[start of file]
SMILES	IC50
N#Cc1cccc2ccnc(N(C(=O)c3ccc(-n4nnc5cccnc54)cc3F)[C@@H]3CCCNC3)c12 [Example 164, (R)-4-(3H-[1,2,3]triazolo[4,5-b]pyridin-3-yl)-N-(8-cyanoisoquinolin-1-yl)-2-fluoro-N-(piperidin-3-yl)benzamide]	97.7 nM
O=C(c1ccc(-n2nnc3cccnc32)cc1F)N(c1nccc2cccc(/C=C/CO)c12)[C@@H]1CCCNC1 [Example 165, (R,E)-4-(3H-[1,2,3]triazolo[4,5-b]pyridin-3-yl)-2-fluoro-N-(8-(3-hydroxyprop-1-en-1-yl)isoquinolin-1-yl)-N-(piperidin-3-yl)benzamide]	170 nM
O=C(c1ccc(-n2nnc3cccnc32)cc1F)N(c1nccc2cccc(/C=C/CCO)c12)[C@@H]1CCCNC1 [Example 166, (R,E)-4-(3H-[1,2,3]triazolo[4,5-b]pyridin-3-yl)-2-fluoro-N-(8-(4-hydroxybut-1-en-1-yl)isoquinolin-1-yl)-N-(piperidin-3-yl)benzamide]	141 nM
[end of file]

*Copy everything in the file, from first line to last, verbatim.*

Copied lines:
SMILES	IC50
N#Cc1cccc2ccnc(N(C(=O)c3ccc(-n4nnc5cccnc54)cc3F)[C@@H]3CCCNC3)c12 [Example 164, (R)-4-(3H-[1,2,3]triazolo[4,5-b]pyridin-3-yl)-N-(8-cyanoisoquinolin-1-yl)-2-fluoro-N-(piperidin-3-yl)benzamide]	97.7 nM
O=C(c1ccc(-n2nnc3cccnc32)cc1F)N(c1nccc2cccc(/C=C/CO)c12)[C@@H]1CCCNC1 [Example 165, (R,E)-4-(3H-[1,2,3]triazolo[4,5-b]pyridin-3-yl)-2-fluoro-N-(8-(3-hydroxyprop-1-en-1-yl)isoquinolin-1-yl)-N-(piperidin-3-yl)benzamide]	170 nM
O=C(c1ccc(-n2nnc3cccnc32)cc1F)N(c1nccc2cccc(/C=C/CCO)c12)[C@@H]1CCCNC1 [Example 166, (R,E)-4-(3H-[1,2,3]triazolo[4,5-b]pyridin-3-yl)-2-fluoro-N-(8-(4-hydroxybut-1-en-1-yl)isoquinolin-1-yl)-N-(piperidin-3-yl)benzamide]	141 nM